Forward contact section 26 of contact member 22 of second connector 10 is disclosed to be a socket section matable with forward pin contact section 74 of contact member 68 of first connector 50 upon mating. Forward section 20 of outer conductor 16 is adapted to be received into large cavity 66 of large diameter forward section 80 of intermediate housing 62 of first connector 50, with leading end 36 initially engageable with tapered surface 82 defining a leadin to large cavity 66 to facilitate alignment of the mating connectors. During mating, spring arms 84 of conductive insert 64 engage and bear against inner surface 38 of forward section 20 of outer conductor 16 of second connector 10 to establish an assured electrical engagement between the outer conductors of the first and second coaxial connectors, at a selected axial location relative to the contact engagement location of the inner conductors thereof for optimized coaxial connection performance. Forward section 20 may continue to move axially forwardly until leading ends 86 of spring arms 84 abut forwardly facing surface 40 of forward section 20 of outer conductor 16.

In further reference to second coaxial connector 50, a bushing 88 is secured around the rearward end of rearward section 72 of intermediate housing 62 and includes a flange 90 extending radially outwardly therefrom disposed rearwardly of an inwardly directed flange 92 of outer shell 56. A cylindrically curved washer 94 is secured around the rearward section 72 of intermediate housing 62, and trailing end 96 thereof together with flange 90 of bushing 88 mounts subassembly 60 within outer shell 56 by engaging flange 92 of outer shell 56. Leading end 98 abuts rearwardly facing shoulder 100 defined by large diameter forward section 80 of intermediate housing 62, and the utilization of curved washer 94 permits incremental axial movement of subassembly 60 with respect to outer shell 56 and hence with first panel 52. Curved washer 94 further includes a large aperture 102 around rearward section 72 of intermediate housing 62 and permits incremental radial movement of subassembly 60 with respect to outer shell 56.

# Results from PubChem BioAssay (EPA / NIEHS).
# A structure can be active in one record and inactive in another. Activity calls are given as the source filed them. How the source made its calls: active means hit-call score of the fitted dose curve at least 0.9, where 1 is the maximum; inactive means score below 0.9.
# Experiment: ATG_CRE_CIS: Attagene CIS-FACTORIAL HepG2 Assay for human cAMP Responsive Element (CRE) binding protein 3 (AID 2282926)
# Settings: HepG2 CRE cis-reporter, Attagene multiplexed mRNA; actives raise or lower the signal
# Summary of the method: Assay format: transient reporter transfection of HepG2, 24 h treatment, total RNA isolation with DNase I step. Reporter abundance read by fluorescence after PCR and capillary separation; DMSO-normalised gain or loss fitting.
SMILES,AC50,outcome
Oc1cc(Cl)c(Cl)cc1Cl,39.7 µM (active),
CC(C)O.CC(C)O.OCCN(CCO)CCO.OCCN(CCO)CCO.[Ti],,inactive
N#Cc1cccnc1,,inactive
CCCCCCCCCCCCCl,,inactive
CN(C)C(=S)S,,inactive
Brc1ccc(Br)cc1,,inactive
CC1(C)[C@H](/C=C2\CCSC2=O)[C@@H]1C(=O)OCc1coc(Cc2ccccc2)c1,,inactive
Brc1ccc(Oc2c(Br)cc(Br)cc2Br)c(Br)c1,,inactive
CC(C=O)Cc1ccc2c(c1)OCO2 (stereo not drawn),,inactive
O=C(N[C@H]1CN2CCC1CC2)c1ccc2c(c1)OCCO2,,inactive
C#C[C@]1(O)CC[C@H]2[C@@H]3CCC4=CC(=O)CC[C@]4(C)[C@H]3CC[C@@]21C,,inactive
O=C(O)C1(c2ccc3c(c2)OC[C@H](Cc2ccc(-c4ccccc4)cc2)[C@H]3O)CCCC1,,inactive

In FIG. 2 panel 12 is being moved toward panel 52, to eventually result in the mating of connectors 10,50. Connector 10 is shown as having its centerline coincident with that of connector 50 in the ideal or nominal situation. In FIG. 3 panels 12,52 have been brought together to a final position until spaced apart a distance X1, their closest permissible distance. Connectors 10,50 have become mated, with subassembly 60 of connector 50 being urged rearwardly a distance of ΔX1 by reason of connector 10 having abutted subassembly 60 before panel 10 has been moved to its closest permitted position. Subassembly 60 has therefore been urged rearwardly a distance of ΔX1 so that rearward contact section 76 compresses resilient contact 116 axially to accommodate the new axial position of end 78 of rearward contact section 68.